One of the more electrifying productions in recent Broadway history is about to take the stage in Philadelphia.
The Tony Award-winning Broadway musical “Spring Awakening” makes its area debut June 23 at the Academy of Music.
Based on the 1891 Frank Wedekind play, “Spring Awakening” opened on Broadway in 2006 featuring a score by singer-songwriter Duncan Sheik and choreography by the openly gay, award-winning dancer Bill T. Jones. At the 2007 Tony Awards, it won eight of its 11 nominations, including Best Musical, Best Director and Best Choreography.
Set in late 19th-century Germany, “Spring Awakening” is a provocative story of youthful rebellion, discovery and sexuality as three teenagers struggle with the pressures and misinformation from the repressive adult world.
Most of the teenage characters are very misinformed about sex and the ways of the world, but producer Tom Hulce said it doesn’t mean younger and savvier audiences won’t relate to the characters and their struggles.
“Young people have more information but they necessarily don’t have more emotional experience,” he said. “There’s a difference between the facts you can get on the Internet and actual experience. I don’t think much has changed in terms of going through it with someone for the first time. And it deals with all kinds of firsts: your first loves, your first best friend, your first failure and your first loss. It’s not really all about whether or not you get information. It’s about how you navigate all the major experiences that time of your life offers.”
Sexual discovery also gets a gay nod when two of the secondary characters, Hanschen and Ernst, hook up amid the ongoing dramatic events.
“They each have minor storylines,” Hulce said. “It’s a running thread through the piece. There’s one incredibly delicious scene that they have in the second half.”
The setting might be in the 19th century, but the music of “Spring Awakening” is far more contemporary. Hulce credits in part the gripping rock ’n’ roll numbers of the play for its rise in popularity.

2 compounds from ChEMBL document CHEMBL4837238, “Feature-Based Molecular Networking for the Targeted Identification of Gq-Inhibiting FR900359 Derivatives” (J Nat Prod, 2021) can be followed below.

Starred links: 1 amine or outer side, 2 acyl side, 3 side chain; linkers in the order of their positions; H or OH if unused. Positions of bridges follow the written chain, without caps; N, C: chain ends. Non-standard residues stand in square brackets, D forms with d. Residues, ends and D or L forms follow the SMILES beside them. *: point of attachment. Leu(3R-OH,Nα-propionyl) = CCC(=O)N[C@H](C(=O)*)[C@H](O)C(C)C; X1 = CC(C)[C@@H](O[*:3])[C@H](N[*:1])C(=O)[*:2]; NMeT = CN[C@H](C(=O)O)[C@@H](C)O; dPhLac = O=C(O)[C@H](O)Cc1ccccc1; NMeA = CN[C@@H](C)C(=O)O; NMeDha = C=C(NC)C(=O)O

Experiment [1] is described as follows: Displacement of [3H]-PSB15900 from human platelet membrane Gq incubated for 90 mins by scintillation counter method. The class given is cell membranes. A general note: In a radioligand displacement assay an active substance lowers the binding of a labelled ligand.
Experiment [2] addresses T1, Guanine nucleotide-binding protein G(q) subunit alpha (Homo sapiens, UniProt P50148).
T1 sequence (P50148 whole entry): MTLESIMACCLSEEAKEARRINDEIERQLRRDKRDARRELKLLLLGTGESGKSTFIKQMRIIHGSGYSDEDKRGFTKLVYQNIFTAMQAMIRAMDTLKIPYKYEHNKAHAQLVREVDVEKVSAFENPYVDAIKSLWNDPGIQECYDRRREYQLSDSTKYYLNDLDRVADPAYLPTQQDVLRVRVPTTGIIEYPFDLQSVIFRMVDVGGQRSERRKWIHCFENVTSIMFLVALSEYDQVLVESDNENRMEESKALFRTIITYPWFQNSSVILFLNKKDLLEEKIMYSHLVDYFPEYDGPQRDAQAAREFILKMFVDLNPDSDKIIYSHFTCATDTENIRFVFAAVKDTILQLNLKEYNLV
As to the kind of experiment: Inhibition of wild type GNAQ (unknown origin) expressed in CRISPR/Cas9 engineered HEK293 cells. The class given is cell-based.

“The soundtrack has been the way that people who have seen the show communicate with other people who haven’t,” he said. “It’s been a phenomenal vehicle for people understanding that it’s something they’d like to see. It’s the thing that happens now because you can go on YouTube and see all the numbers from the show and you can go to iTunes and sample a song or two. The music has been an amazing kind of front event for the show, as well as word of mouth.”
Combining rock music and dancing under the umbrella of a serious and sometimes dark-themed period piece can’t be the easiest thing to pull off night after night, but Hulce contends the complex nature of the show brings out the best in the onstage talent.
“It’s a pretty phenomenal company that’s doing the tour,” he said. “‘Complicated’ makes an actor and people happy because there’s a challenge every night. There’s something new about every night. I think the fact that the show is as unusual as it is allows the performances to remain so fresh. It’s not unlike ‘West Side Story’ in its time. It was very avant-garde at the time. It had some serious subject matter. It had some gorgeous music. It does require everyone to be on their toes.”
It appears “Spring Awakening” has been keeping audiences on their toes the world over, as it has been playing internationally since last year in places like Sweden, Budapest, Korea, Denmark, Austria and the U.K.
“All over the world, the response has exceeded our expectations,” Hulce said. “I think it is both because the score is so glorious, but also because it’s a time that every one of us has gone through as we learn about the world and find out who we want to be in it. It’s the last time that everything is possible. So the fact that it’s both incredibly thrilling and a heartbreaking time is part of what makes it so accessible to any one of any age.”
“Spring Awakening” runs June 23-28 at Kimmel’s Academy of Music, 240 S. Broad St. For more information or tickets, visit www.kimmelcenter.org or call (215) 790-5847. n